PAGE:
How do you calculate the right blend of in-office and at-home working while social-distancing measures and local lockdowns are still in place?
For Michael Colacino, president of real estate broker SquareFoot, the answer could be an algorithm.
Pre-pandemic, the company’s Manhattan headquarters housed around 60 staff and the space was seen as a necessity for all of them, but returning to the office is likely to look very different due to social-distancing rules. “It’s something that we have to allocate, the same way that you would allocate water in the desert,” Colacino told CNBC by phone.
In May, right in the middle of New York’s lockdown, business had largely ground to a halt because the company couldn’t show space in the city. So, SquareFoot staff spent some of the time on a hackathon to create a piece of tech that would help ascertain who should return to the office once restrictions were lifted, and in what combination.
“We had each department head create an impact score, which was to think deeply about what the real value of the office was to their group … Then, we looked at the employees, and tried to figure out where people commuted from and how important it was for them to be able to get to work. And … we had department heads think about professional development, and which groups had to be onboarded,” Colacino said. The business also considered how much people needed to use amenities like conference rooms and high-speed internet.
SquareFoot ended up with an assessment score for different teams. “For example, our real estate brokers … they only make up about 38% of the company. But because of the high level of value that they see from having offices … 49% of the office capacity gets allocated to them,” Colacino explained.
While offices and real estate companies have been permitted to reopen in New York City since June 22, most of SquareFoot’s staff are still working from home and Colacino expects them to start to return in September. People will be able to bid for the amount of time they want in the office, and the algorithm will help determine how much they get.
Beyond a reduction in staff numbers for some downtown offices, Colacino also sees a move toward lower-density satellite workplaces that are close to transport hubs. This is a move that outdoor recreation company REI is set to make to reduce commuting time for employees.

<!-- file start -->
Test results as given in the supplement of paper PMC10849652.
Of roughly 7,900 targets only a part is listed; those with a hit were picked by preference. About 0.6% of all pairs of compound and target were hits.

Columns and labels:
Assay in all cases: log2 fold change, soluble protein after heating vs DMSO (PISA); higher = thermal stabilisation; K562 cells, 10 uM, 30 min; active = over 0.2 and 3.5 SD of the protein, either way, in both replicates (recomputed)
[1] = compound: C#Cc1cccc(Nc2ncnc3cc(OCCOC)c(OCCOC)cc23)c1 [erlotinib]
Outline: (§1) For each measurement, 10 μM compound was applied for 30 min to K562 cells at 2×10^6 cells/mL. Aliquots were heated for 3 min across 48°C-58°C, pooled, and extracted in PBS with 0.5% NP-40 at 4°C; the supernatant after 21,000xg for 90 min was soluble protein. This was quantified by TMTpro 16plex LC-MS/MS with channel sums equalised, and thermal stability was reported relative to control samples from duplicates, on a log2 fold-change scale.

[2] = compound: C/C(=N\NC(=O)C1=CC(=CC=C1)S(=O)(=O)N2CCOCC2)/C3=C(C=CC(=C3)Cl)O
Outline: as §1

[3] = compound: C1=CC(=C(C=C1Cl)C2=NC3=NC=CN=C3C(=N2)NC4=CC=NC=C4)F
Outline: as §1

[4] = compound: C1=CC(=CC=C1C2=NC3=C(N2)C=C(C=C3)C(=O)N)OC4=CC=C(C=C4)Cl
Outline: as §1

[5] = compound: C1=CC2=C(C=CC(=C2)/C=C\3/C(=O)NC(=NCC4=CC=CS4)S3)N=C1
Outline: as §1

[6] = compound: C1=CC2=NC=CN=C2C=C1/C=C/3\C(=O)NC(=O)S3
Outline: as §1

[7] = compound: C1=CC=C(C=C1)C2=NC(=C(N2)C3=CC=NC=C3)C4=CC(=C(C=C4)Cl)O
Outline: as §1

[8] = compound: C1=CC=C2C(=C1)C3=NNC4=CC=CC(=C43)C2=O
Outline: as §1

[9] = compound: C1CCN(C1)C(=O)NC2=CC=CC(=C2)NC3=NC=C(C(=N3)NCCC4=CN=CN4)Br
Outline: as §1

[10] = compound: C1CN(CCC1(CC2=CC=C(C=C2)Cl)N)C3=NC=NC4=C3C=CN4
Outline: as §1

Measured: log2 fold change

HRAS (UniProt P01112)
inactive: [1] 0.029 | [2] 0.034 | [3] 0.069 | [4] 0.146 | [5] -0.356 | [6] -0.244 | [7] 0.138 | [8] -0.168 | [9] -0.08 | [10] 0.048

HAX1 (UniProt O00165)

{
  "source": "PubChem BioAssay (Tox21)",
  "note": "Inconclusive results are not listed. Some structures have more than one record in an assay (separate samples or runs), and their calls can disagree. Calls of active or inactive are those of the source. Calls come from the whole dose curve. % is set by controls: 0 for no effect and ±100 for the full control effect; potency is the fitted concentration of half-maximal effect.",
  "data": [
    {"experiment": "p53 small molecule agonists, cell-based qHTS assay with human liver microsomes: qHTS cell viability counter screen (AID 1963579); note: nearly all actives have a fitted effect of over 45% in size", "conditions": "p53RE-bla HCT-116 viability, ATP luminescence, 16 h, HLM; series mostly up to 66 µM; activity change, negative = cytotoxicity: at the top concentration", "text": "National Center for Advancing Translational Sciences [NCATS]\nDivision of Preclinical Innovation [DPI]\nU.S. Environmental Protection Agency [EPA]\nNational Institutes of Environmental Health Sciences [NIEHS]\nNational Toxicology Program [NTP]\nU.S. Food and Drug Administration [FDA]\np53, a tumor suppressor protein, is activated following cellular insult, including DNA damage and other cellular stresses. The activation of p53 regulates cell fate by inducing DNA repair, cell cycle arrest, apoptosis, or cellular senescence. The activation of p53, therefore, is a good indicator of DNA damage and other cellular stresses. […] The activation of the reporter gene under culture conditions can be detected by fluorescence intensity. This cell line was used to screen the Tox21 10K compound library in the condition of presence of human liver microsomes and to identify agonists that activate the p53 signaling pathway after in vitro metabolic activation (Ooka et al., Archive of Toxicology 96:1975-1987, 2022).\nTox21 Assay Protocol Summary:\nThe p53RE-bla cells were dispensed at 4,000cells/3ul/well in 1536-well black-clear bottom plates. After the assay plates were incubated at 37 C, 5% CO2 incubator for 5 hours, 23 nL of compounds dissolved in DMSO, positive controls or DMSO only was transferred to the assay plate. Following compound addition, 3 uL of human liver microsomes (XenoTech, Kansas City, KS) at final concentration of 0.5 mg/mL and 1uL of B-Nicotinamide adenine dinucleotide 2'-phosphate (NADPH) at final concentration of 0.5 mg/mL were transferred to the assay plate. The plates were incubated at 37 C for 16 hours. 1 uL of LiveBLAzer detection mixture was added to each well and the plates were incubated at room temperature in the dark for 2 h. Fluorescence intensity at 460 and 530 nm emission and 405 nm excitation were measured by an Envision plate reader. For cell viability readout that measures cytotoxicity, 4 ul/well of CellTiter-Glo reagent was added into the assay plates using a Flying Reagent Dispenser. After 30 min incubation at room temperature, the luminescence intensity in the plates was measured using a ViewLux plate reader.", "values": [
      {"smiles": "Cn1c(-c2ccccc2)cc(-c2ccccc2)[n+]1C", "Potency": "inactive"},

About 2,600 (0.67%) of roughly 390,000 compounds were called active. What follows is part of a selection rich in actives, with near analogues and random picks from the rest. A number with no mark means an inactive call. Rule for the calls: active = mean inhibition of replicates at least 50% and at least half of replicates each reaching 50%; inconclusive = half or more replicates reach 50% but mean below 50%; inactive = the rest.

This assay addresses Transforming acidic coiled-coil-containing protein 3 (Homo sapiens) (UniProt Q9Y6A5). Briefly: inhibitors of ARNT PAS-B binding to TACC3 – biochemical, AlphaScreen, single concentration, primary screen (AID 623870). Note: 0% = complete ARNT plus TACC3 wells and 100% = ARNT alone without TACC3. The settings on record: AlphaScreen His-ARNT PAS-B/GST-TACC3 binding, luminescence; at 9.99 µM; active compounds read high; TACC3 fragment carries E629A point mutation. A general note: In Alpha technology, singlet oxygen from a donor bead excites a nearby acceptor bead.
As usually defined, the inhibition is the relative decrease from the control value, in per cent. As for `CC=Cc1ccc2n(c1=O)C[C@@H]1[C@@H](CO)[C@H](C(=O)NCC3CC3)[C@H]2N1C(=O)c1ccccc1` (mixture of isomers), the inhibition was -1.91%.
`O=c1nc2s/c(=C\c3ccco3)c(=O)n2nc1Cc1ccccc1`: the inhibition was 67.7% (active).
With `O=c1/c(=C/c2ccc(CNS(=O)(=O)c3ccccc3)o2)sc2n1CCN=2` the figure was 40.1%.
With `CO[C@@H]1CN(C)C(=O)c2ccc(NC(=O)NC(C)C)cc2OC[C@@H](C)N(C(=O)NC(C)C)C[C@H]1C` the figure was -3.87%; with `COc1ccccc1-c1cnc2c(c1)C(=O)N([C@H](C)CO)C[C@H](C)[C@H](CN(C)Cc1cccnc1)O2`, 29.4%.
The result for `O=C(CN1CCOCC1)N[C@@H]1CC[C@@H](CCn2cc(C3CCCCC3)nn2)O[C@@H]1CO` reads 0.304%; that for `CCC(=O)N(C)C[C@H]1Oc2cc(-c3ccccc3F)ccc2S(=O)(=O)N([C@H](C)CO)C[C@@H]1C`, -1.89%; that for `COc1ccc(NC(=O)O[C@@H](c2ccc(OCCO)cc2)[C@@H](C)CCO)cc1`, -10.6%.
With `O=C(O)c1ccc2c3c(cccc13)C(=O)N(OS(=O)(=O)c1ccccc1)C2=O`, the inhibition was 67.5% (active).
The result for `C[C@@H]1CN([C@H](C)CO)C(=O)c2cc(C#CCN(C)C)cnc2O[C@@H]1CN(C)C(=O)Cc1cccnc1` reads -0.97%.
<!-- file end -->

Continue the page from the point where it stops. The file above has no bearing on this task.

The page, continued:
Shorter commutes are also a consideration for former Goldman Sachs banker Sanj Mahal, who is hoping a new pitch to corporates will pay off: He wants to help fill underused hospitality spaces in London with large companies’ employees — those who would usually spend upwards of 90 minutes traveling to and from an office.
“People are much happier with a micro commute over something that takes 45 minutes to an hour … and I think it’s very difficult to take away time from people once they’ve experienced it … The issue is, what do corporates do about this?” he told CNBC by phone.
Mahal is co-founder of AndCo, a website that lists spaces in upscale hotels, restaurants and coffee shops to hire by the day, for a daily, monthly or annual fee. While it had been small businesses and freelancers who’d used the service pre-pandemic, Mahal is now in discussions with large companies that are looking to implement a “work from anywhere” policy.
While working from home is popular for some — 53% of full-time office workers are “extremely” or “very” keen to work this way permanently, according to research from GlobalWebIndex, which surveyed more than 8,000 people in 10 countries online between June 29 and July 2 — others are finding it more challenging.
Neighborhood co-working start-up Good Space opened its doors in London suburb Queens Park on June 15, a few weeks after the U.K. eased its lockdown. Good Space members are a mix of small businesses, self-employed people and those from multinational banks and tech companies, many of whom were feeling overwhelmed by the pressures of continuing to work from home. Some of the large corporates’ employees were used to remote working pre-pandemic, but many were not, according to co-founder David Brown.
“One guy works in finance in the City (of London), and his office is closed. And he was like, I need a place, I’ve never worked from home … it’s not ideal. And so he came to us, and he’s lobbying the CEO to let him stay at least a few days a week,” Brown told CNBC by phone. Another works for a bank in the Canary Wharf financial district, but now spends two to three days a week at Good Space. Brown foresees a future in which large companies maintain their head offices, but operate a hybrid model in which staff spend some of the week working remotely.
Employees now have a voice to argue for flexibility, he added. “Now they have the power to kind of push back against their employer and say, maybe I’m not going to do this (commute) all the time. If you need me there for meetings once a week, fine … They have a voice now to be able to say, yeah I can probably do this closer to my house.”